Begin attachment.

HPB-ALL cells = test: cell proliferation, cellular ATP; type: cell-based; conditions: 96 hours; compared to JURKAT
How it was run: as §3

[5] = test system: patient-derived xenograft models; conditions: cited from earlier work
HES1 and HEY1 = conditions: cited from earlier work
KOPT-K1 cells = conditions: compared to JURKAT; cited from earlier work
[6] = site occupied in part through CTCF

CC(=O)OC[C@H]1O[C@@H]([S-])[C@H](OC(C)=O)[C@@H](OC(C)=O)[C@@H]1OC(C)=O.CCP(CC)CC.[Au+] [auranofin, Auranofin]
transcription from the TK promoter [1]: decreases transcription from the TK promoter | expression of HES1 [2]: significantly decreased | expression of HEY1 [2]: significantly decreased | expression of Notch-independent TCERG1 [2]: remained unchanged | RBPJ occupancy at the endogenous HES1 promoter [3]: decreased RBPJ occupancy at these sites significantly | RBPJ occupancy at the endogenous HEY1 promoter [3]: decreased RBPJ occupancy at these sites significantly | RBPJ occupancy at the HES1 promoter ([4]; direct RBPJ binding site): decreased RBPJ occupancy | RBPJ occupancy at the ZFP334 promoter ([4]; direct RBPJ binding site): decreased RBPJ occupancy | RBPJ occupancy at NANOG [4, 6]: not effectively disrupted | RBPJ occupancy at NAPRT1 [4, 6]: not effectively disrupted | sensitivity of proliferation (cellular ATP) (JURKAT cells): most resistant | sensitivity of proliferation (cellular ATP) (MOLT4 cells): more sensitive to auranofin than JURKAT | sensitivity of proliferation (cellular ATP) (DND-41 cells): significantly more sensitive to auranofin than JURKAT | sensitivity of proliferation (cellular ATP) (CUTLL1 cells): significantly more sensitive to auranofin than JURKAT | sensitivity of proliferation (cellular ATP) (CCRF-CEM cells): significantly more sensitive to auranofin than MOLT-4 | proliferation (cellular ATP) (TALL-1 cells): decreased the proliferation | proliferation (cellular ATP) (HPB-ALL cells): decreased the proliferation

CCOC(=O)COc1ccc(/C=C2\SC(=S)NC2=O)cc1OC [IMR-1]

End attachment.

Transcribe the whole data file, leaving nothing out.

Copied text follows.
HPB-ALL cells = test: cell proliferation, cellular ATP; type: cell-based; conditions: 96 hours; compared to JURKAT
How it was run: as §3

[5] = test system: patient-derived xenograft models; conditions: cited from earlier work
HES1 and HEY1 = conditions: cited from earlier work
KOPT-K1 cells = conditions: compared to JURKAT; cited from earlier work
[6] = site occupied in part through CTCF

CC(=O)OC[C@H]1O[C@@H]([S-])[C@H](OC(C)=O)[C@@H](OC(C)=O)[C@@H]1OC(C)=O.CCP(CC)CC.[Au+] [auranofin, Auranofin]
transcription from the TK promoter [1]: decreases transcription from the TK promoter | expression of HES1 [2]: significantly decreased | expression of HEY1 [2]: significantly decreased | expression of Notch-independent TCERG1 [2]: remained unchanged | RBPJ occupancy at the endogenous HES1 promoter [3]: decreased RBPJ occupancy at these sites significantly | RBPJ occupancy at the endogenous HEY1 promoter [3]: decreased RBPJ occupancy at these sites significantly | RBPJ occupancy at the HES1 promoter ([4]; direct RBPJ binding site): decreased RBPJ occupancy | RBPJ occupancy at the ZFP334 promoter ([4]; direct RBPJ binding site): decreased RBPJ occupancy | RBPJ occupancy at NANOG [4, 6]: not effectively disrupted | RBPJ occupancy at NAPRT1 [4, 6]: not effectively disrupted | sensitivity of proliferation (cellular ATP) (JURKAT cells): most resistant | sensitivity of proliferation (cellular ATP) (MOLT4 cells): more sensitive to auranofin than JURKAT | sensitivity of proliferation (cellular ATP) (DND-41 cells): significantly more sensitive to auranofin than JURKAT | sensitivity of proliferation (cellular ATP) (CUTLL1 cells): significantly more sensitive to auranofin than JURKAT | sensitivity of proliferation (cellular ATP) (CCRF-CEM cells): significantly more sensitive to auranofin than MOLT-4 | proliferation (cellular ATP) (TALL-1 cells): decreased the proliferation | proliferation (cellular ATP) (HPB-ALL cells): decreased the proliferation

CCOC(=O)COc1ccc(/C=C2\SC(=S)NC2=O)cc1OC [IMR-1]